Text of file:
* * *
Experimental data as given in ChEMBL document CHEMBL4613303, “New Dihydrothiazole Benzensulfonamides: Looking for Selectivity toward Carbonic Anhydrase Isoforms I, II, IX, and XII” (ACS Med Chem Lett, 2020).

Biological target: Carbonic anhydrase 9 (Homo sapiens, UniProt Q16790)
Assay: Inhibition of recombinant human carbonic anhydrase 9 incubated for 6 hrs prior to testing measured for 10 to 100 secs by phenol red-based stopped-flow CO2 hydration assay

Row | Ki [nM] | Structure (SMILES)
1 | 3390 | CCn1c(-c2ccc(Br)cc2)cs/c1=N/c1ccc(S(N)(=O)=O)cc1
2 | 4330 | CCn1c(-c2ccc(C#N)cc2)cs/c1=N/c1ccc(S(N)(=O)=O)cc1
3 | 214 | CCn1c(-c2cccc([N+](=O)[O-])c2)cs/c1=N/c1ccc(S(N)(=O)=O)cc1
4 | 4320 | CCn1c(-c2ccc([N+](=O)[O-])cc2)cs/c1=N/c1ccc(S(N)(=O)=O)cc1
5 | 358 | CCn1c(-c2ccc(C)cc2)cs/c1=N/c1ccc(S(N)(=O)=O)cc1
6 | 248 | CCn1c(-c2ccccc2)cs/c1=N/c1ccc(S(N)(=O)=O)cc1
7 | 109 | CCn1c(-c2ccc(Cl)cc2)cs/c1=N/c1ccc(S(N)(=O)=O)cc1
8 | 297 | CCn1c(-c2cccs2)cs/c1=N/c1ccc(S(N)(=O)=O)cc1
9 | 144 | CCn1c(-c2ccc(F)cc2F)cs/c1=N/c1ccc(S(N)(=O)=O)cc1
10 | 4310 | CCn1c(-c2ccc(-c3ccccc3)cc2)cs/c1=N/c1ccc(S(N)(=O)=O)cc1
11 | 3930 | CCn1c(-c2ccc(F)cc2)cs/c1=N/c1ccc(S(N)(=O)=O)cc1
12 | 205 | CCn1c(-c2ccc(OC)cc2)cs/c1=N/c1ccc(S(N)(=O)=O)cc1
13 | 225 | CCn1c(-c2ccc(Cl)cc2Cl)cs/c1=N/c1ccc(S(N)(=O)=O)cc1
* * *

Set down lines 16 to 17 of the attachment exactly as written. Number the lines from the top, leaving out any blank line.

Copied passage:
12 | 205 | CCn1c(-c2ccc(OC)cc2)cs/c1=N/c1ccc(S(N)(=O)=O)cc1
13 | 225 | CCn1c(-c2ccc(Cl)cc2Cl)cs/c1=N/c1ccc(S(N)(=O)=O)cc1